IRS Concessions

The IRS appears to be doing a major public relations revamp in order to soften its image and turn around its bad reputation. It is doing this by making several concessions on taxes which make them more user-friendly and less likely for taxpayers to find themselves in arrears.

New IRS Change Benefits

Tax liens are filed by the IRS when there are unpaid property taxes. These liens are filed automatically when the past due tax reaches $5,000 or more, but the IRS will be raising this limit to a more lenient $10,000. It will also be treating each case individually, instead of allowing its system to penalize delinquent taxpayers automatically. This benefits taxpayers in the long run, as well, since tax liens—like so many financial penalties—stay on a credit report for seven years. Even this may be mitigated by the IRS’ plan to institute another concession—to withdraw tax liens after the debt has been repaid.

Offer in Compromise Expansion

Sounding much like a creditor trying to collect a past due debt, the agency will cover more indebted taxpayers by the expansion of the offer-in-compromise program. Those with incomes of up to $100,000, who owe up to half that amount in tax debt, may be able to negotiate with the IRS for a tax liability of less than what they owe.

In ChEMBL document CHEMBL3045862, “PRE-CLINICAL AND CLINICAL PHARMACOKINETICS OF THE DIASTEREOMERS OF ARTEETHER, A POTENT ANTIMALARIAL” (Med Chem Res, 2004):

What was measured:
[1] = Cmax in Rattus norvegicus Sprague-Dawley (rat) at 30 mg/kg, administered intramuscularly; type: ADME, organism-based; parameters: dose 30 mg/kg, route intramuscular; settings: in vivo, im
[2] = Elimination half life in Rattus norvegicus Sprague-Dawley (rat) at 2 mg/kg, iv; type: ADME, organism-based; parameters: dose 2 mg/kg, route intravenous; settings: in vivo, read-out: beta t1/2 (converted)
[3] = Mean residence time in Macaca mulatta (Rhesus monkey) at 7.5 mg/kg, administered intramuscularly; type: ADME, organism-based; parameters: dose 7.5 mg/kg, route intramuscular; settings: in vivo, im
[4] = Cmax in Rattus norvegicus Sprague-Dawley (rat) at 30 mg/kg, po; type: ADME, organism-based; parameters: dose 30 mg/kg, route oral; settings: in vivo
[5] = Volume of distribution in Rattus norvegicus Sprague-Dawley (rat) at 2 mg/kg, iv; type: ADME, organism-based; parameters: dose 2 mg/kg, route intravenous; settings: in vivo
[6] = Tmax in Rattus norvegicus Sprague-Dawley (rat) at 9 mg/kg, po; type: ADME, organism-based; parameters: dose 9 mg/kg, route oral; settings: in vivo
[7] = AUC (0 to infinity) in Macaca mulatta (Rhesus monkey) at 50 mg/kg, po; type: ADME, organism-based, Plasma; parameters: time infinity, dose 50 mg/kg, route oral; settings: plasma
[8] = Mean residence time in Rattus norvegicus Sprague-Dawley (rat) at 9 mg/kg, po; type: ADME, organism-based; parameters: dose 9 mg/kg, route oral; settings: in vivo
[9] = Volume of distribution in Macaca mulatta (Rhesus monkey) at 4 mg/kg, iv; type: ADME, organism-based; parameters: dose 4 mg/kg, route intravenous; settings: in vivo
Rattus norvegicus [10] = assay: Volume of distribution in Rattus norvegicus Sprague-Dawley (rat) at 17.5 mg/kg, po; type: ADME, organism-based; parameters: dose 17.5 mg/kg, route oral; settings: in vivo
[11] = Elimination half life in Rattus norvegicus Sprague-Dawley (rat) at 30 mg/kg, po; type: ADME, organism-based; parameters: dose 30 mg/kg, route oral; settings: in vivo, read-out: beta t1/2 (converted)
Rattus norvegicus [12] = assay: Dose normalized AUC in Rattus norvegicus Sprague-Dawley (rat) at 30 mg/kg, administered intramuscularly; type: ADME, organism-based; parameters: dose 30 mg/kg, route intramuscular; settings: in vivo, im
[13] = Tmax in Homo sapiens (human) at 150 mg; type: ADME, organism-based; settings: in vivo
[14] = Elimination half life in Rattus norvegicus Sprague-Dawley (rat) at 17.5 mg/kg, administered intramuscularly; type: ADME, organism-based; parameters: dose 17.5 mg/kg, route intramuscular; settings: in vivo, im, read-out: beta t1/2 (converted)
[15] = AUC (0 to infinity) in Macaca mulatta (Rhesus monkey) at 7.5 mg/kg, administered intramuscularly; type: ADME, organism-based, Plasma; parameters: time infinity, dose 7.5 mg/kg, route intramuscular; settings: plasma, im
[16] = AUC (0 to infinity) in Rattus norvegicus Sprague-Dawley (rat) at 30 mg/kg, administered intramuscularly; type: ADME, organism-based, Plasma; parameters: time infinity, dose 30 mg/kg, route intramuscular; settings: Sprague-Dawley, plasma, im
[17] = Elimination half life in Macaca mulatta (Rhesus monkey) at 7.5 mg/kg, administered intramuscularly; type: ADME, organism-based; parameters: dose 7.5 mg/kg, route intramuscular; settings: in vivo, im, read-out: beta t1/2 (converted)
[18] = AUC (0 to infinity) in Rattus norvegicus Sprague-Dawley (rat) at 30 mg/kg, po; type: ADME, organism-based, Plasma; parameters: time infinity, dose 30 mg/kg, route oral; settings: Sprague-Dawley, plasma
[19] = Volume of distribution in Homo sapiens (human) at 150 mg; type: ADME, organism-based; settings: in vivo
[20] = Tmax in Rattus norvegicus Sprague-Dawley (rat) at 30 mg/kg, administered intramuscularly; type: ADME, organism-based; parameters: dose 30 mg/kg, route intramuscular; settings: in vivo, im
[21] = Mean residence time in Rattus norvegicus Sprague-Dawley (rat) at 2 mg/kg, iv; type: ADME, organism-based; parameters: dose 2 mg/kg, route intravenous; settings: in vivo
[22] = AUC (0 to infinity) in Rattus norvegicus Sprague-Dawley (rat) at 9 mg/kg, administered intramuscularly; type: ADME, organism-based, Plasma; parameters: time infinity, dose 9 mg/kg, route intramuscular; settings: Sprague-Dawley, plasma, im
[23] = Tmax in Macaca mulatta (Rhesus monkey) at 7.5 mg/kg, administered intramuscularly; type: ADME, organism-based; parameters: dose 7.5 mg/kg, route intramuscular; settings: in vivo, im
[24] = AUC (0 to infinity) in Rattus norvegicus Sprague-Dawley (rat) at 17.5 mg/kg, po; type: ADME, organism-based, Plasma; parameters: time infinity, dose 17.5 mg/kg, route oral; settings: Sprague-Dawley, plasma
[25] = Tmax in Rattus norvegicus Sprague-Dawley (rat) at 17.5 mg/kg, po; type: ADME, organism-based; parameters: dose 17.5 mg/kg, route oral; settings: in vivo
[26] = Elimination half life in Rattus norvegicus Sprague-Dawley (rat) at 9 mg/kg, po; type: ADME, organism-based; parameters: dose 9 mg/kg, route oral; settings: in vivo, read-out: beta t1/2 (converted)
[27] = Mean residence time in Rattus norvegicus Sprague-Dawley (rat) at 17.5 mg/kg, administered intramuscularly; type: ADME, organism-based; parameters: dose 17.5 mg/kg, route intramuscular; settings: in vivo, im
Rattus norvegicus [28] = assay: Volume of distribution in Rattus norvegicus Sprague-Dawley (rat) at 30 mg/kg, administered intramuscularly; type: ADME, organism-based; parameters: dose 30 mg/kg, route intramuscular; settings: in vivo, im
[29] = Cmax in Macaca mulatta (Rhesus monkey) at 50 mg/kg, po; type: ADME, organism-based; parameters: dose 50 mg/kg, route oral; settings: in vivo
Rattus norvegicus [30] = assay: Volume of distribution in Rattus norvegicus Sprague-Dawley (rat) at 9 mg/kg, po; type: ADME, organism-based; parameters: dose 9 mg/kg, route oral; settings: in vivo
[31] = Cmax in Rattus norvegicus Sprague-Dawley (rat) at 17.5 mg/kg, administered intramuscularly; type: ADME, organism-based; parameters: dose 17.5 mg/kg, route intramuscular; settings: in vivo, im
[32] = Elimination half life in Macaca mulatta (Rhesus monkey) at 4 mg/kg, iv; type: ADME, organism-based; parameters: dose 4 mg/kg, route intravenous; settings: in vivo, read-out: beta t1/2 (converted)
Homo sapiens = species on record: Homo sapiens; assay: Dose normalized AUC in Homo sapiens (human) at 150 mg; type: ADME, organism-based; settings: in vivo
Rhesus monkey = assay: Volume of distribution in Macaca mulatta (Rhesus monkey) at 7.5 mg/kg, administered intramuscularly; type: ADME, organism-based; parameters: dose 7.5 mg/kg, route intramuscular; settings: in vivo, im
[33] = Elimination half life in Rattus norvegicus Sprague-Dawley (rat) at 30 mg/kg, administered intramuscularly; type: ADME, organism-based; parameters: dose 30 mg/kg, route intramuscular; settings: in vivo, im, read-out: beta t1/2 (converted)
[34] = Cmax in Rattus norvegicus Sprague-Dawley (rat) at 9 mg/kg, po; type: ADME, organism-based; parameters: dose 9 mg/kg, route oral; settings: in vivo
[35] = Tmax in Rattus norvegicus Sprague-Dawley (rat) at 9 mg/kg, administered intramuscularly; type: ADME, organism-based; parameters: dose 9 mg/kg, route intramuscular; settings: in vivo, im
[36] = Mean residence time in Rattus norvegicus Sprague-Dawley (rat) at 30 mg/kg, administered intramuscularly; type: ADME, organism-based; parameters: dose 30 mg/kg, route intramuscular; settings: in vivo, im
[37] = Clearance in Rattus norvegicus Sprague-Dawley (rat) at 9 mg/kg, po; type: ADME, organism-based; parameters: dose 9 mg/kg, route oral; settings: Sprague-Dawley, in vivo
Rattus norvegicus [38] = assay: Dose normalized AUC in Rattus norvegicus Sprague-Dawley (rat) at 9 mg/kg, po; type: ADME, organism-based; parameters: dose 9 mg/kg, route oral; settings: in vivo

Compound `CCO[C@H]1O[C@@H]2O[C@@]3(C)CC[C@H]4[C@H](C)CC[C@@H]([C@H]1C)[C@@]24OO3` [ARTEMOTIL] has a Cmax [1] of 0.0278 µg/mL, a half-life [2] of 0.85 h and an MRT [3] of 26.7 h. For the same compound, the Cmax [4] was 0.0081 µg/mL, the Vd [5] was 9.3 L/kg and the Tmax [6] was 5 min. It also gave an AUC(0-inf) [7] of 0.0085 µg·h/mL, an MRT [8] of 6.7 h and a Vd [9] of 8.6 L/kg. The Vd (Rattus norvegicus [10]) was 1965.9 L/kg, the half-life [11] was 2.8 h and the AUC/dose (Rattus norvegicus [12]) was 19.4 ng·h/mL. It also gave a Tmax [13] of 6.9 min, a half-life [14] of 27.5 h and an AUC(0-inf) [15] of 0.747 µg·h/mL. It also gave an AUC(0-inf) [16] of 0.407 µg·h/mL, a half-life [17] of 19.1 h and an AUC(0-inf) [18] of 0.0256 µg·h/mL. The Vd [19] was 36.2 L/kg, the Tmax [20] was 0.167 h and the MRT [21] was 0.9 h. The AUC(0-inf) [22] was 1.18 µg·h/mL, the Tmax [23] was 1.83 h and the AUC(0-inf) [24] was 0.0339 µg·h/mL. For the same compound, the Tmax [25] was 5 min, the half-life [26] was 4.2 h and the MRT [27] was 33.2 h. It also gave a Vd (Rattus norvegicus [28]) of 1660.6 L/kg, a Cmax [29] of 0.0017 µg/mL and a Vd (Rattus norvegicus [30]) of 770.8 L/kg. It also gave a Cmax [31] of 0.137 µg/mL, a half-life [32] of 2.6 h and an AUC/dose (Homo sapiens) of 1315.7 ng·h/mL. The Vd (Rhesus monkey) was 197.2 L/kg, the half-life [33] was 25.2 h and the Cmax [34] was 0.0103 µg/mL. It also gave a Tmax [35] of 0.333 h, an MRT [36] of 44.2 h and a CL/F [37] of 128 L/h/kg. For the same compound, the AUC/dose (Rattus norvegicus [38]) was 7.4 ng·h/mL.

These “good faith” concessions are still in the planning stages, but should prove to make a huge difference not only in taxpayers’ financial lives, but in their view of the ‘Big Bad’ IRS, as well.

About Paul Gaulkin CPA

Paul Gaulkin is a Certified Public Accountant and enrolled with the U.S. Treasury to practice before the IRS. Mr. Gaulkin possesses unique technical knowledge in the process of securing relief for taxpayers nationwide with IRS and State tax problems. With an accounting degree from Florida International University, he is able to transform complex tax and accounting problems into easy to understand solutions.


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